An interesting day weather wise, warm & sunny then rain and finally falling temperatures as dusk descends and the sky clears.

I make an agreement  my wife that after dinner that I will go into the observatory, get some observing done and return to the house by 9pm in time to share the latest episode of the exceptionally good BBC drama ‘Taboo’ with her 🙂

I look on the Webb society web site, Owen’s latest galaxy of the month in Gemini I have already sketched, as I have for Wolfgang’s object of the season, and the lovely spiral featured as image of the month is too low for the UK, I did check to see if I might just get a hint of it 😉

So it was back on the Arp trail for me. The goto was spot on tonight, slewing from startup to Procyon in the East and putting it into the tiny fov! Then up to Pollux and then to Castor before slewing to ARP 143.

Wow! what an interesting and unusual pair of interacting galaxies in Lynx making up this Arp, 143 is a member of the class ‘Material Emanating from E Galaxies’. The Atlas note says “diffuse counter filament”. The north galaxy (bottom) is NGC 2444 and the very strange beast to the south is NGC 2445. The two galaxies appear to flow into one another. There is a lot fine detail visible in the image on my CRT monitor. The little spiral near the lower left of my sketch (northwest) is CGCG 206-22.
NGC 2444 is mag 14.2 NGC 2445 is mag 13.9. I made the sketch on Jan 28th 2017 using the 505mm mirror and cooled Watec 120N+ deep sky video camera. N is down in the sketch.

Unusual Arp 143

My SQM showed 20.60 as I closed up at 8.55 local time to go indoors, what a result 🙂

Happy, Dale

A few observations from Canis Minor & Cancer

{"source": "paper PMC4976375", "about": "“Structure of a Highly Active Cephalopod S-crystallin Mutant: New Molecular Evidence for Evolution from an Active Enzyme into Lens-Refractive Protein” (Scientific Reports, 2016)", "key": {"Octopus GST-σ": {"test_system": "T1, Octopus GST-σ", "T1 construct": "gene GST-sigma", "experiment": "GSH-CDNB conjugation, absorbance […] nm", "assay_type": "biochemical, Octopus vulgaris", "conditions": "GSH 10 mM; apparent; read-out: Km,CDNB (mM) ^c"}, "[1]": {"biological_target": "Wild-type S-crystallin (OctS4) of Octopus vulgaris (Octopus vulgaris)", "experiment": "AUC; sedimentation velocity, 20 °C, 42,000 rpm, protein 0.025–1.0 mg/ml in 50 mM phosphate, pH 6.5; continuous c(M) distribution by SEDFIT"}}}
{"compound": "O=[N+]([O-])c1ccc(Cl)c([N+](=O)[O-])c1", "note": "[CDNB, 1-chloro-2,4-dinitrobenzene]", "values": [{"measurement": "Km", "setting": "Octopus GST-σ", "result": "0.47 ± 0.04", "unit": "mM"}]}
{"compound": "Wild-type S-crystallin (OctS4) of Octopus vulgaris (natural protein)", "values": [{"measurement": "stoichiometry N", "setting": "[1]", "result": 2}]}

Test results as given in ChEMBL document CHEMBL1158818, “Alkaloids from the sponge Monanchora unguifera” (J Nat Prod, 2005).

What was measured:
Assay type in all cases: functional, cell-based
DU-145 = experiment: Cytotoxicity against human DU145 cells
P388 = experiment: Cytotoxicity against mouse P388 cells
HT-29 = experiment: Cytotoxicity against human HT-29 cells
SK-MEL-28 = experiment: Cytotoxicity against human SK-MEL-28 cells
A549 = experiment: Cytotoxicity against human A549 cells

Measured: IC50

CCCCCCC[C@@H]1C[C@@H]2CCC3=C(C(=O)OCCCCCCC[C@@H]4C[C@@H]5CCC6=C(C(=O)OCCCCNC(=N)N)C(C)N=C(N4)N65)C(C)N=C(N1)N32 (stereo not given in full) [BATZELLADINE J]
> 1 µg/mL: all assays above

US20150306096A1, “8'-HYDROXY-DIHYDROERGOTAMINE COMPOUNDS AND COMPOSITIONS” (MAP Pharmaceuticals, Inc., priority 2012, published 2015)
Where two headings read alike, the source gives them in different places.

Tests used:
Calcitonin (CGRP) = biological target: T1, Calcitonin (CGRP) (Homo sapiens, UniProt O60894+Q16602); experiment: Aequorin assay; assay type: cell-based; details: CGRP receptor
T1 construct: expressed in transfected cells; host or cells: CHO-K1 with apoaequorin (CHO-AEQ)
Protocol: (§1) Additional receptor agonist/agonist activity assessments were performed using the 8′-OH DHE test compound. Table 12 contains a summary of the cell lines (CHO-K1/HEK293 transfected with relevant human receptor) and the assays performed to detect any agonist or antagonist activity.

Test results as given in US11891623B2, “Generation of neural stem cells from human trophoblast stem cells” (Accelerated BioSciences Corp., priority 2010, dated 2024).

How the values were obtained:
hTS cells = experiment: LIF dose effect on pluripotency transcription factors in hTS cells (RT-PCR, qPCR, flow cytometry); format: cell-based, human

On the evenings of Sat Jan 21st and Sunday 22nd, I had a quite good run of observations and sketches. My sky meter showed an SQM of 20.98 on Sat night and 20.78 on Sunday night both good readings for my location, the Sat reading being exceptional.

Starting off with this large and well know planetary nebula in Canis minor Abell 21 The Medusa nebula was too large to fit into my narrow fov so I sketched the most interesting section.

Abell 21 aka The Medusa Nebula

Next came another Abell planetary Abell 24, this one I hadn’t observed before, it was smaller and fitted nicely into the Watec video cameras fov.

Abell 24 a planetary in Canis Major

Next a nice open cluster NGC 2355 again in Canis Minor that I literally bumped into whilst slewing around , this I sketched with the 6″ refractor and Watec video cam which captured the whole of the cluster, whereas the 20″ only showed part of it albeit with many more stars!

NGC 2355

stopped off and sketched a very attractive human eye shaped galaxy in C minor, it also reminded me of the old ATV television logo for those of you English and old enough to remember that? It had some interesting brighter regions either side of the central nucleus. I also detected a tiny fuzzy galaxy to the lower left in the sketch.

Galaxy NGC 2350

Completing the Sat night session was a faint UGC galaxy 3946, a rectangular shape with no obvious nucleus, note also the faint galaxy (unknown) to the bottom right of the main galaxy.

UGC 3946 a rectangular galaxy in Canis Minor

 

On Sunday night, I grabbed just on observation but it was a good one, an Arp galaxy Arp 89. I noted that Mark Bratton had confused this in his superb Herschel Objects book with Arp 84 in Leo, they actually look quite alike. You can not only see the main galaxy NGC 2648 interacting with the much smaller edge on, conected by a faint bridge, but if you look to the right of the bottom of NGC 2648 you can make out a tiny faint C shaped unknown galaxy.

Arp 89 in Cancer

That concludes 2 nights of excellent deep sky astronomy 🙂

 

A double star and tricky Arp galaxy

14th Jan 2017
I noted with some interest a week or so back some banter  between members of a little group of astronomers of which I am part the subject of Rigel the double. Last evening I had a frustrating time with haze, a rising moon and very poor guiding software for my scope, Cartes du Ciel which has no search catalogues which aid my level of observation (I was transfer to this by Es from Sky Map Pro as my AWR kept having ‘moments with the Sky Map Pro) I was searching for a couple of Arp’s on the Orion/Eridanus border
Any how I digress! all I ended up with was a sketch of Beta Orionis made with the 20″ and Watec on a very ‘backed off’ setting. Beta (b) Orionis, better known as Rigel, is one of the brightest stars in the sky. A companion 1/400 as bright lies just 10 arcseconds to its south, creating one of the most spectacular magnitude-contrast pairs in the night sky.

Double star Beta Orionis

Hope it gives you some interest?
Dale

 

19th Jan 2017